then boot as "C:". After your system (boot) drives, others for data etc.
    will retain their respective lettering (i.e., E: will always be Programs, F:
    will always be Data) so long as the OS isn't allowed assigning drive letters
    to newly-installed removeable drives thereafter.

    "btk" <> wrote in message
    news:...
    > If I create 4 partitians as suggested... Would the 32-bit and 64-bit
    > partitians be Primary1, Primary2 and both referred to as C: drive? Or
    > Primary1 on C: and Primary2 on D:. What about the Programs and Data
    > partitians. Secondary1 on D: Secondary2 on E: etc.?
    >
    > Thanks!
    >
    > "Charlie Russel - MVP" wrote:
    >
    > > any of the many partitioning software solutions should allow you to

    shrink
    > > your existing raid 0 partition down to make room for another partition.
    > > http://www.terabyteunlimited.com/ has a solution that has been well

    reviewed
    > > here by several folks.
    > >
    > > But first, some due diligence. I realize that striping is somewhat

    faster
    > > than non-striping, but you _do_ realize that you not only don't have any
    > > redundancy, you have actually _increased_ your risk of catastrophic

    failure
    > > and data loss?
    > >
    > > So, personally, I would create 4 partitions: 32-bit, 64-bit, programs,

    and
    > > data. And I would do some manipulating and management to force 32-bit
    > > software to install in "Program Files(x86)" even when installing it into
    > > 32-bit windows. Those that won't let you do that, I'd let install into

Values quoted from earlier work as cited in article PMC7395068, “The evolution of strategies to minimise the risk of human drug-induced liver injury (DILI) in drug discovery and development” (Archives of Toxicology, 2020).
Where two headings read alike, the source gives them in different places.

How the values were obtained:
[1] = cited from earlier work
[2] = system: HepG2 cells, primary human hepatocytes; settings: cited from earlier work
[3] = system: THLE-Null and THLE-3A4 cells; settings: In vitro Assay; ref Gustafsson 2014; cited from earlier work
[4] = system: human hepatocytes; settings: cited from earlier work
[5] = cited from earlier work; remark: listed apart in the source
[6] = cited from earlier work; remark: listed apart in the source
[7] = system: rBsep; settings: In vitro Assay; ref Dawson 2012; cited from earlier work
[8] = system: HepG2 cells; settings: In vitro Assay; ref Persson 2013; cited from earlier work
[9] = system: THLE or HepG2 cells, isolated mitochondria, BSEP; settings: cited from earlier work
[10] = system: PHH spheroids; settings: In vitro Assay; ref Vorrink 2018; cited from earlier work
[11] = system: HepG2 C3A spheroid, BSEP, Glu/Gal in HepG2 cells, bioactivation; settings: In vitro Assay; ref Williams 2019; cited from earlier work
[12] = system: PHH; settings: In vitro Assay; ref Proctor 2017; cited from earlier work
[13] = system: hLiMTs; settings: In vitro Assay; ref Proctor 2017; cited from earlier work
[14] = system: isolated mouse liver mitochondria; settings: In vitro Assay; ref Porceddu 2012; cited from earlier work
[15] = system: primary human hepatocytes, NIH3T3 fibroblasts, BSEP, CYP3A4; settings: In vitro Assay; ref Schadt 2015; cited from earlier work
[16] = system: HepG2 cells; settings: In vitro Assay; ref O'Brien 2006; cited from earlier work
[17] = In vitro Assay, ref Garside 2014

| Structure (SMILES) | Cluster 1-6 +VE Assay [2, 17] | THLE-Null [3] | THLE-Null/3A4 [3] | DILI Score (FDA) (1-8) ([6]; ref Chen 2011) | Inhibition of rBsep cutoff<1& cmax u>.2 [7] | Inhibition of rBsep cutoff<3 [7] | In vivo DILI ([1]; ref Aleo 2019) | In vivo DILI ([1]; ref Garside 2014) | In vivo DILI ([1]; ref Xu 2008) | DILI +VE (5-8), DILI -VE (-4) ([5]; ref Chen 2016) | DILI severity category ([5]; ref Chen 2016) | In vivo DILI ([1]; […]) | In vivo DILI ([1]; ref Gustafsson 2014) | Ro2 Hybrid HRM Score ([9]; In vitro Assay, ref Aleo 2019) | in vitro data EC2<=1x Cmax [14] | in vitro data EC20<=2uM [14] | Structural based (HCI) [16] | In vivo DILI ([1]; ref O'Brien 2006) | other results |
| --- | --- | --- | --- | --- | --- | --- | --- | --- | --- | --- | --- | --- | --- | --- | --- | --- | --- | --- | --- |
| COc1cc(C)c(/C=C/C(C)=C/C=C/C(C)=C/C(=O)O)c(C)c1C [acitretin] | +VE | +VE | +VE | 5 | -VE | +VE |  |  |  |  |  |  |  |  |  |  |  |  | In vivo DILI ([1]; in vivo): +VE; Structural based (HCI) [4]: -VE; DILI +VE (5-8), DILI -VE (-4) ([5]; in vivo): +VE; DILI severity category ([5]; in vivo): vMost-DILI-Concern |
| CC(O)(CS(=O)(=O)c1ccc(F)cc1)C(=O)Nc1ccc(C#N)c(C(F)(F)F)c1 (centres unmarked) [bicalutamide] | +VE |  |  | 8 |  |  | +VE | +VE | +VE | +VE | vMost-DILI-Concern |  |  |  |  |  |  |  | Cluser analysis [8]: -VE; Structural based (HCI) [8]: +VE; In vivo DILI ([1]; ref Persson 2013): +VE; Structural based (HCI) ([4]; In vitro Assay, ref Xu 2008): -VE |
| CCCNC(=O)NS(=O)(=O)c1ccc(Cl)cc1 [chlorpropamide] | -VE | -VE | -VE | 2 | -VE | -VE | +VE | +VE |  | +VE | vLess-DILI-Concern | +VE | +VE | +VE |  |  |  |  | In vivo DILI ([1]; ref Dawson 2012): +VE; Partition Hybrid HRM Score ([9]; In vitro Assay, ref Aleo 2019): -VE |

the
    > > 32-bit OS partition.
    > >
    > >
    > > --
    > > Please, all replies to the newsgroup.
    > > ======================
    > > Charlie.
    > > http://www.msmvps.com/xperts64/
    > >
    > >
    > > btk wrote:
    > > > Dear All,
    > > >
    > > > I'm currently running "Windows XP" on a (x64 compatible) Dell
    > > > computer with 2 scsi hard drives (same size) in a RAID 0 (striping)
    > > > setup. I would like to setup dual-boot and install "Windows x64" to
    > > > try it out (I've downloaded the x64 drivers from Dell). My system has
    > > > no partitians and I would prefer to stick with my RAID 0 setup (for
    > > > speed) vs. disabling it and installing "Windows x64" on a drive by
    > > > itself.
    > > >
    > > > I would appreciate any of your suggestions concerning the best way to
    > > > go about setting this up. Can I create a partition to hold "Windows
    > > > XP" without losing it? Then can I setup the partion for "Windows x64"
    > > > while I'm installing it. Would you create 2 large partitions only? Or
    > > > would it be better to place each o/s in smaller partitions by
    > > > themselves (siggested sizes) and have separate "32bit" and "64bit"
    > > > (not many!) program file partitions?
    > > >
    > > > Thanks for your help!

    > >
    > >
    > >
    Randy, Aug 4, 2005
    #6
  7. no, you'll just end up with your OS's on different drive letters, either way.

    --
    Please, all replies to the newsgroup.
    ======================
    Charlie.
    http://www.msmvps.com/xperts64/


    Randy wrote:
    > If your create primary partitions for each OS, each will boot as a
    > separate drive (e.g., C: for x32, D: for x64) with the Windows boot
    > loader (installed transparently with each subsequent OS). If you
    > create one primary partition for x32 and a logical drive within an
    > extended partition for x64, each would then boot as "C:". After your
    > system (boot) drives, others for data etc. will retain their
    > respective lettering (i.e., E: will always be Programs, F: will
    > always be Data) so long as the OS isn't allowed assigning drive
    > letters to newly-installed removeable drives thereafter.
    >
    > "btk" <> wrote in message
    > news:...
    >> If I create 4 partitians as suggested... Would the 32-bit and 64-bit